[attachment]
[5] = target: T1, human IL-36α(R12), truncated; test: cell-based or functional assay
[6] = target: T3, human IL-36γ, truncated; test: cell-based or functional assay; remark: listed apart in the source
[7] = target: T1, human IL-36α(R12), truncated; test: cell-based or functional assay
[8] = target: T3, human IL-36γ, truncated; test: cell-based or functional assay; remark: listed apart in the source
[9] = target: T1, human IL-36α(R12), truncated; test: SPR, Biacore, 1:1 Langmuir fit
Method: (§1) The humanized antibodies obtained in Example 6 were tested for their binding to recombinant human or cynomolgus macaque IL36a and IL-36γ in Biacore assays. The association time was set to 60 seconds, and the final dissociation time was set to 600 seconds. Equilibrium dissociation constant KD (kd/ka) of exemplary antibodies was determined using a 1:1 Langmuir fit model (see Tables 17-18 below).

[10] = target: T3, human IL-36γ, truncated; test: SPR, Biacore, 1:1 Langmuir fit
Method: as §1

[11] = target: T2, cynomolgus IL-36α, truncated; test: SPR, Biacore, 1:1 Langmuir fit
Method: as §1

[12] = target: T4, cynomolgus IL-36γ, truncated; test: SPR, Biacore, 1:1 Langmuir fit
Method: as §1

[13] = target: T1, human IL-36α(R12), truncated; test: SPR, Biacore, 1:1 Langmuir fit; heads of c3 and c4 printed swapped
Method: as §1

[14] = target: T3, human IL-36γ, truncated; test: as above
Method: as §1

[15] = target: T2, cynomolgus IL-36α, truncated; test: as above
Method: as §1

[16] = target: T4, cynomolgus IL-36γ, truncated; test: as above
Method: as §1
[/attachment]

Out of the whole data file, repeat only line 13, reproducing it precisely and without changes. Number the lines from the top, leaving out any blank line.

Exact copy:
[13] = target: T1, human IL-36α(R12), truncated; test: SPR, Biacore, 1:1 Langmuir fit; heads of c3 and c4 printed swapped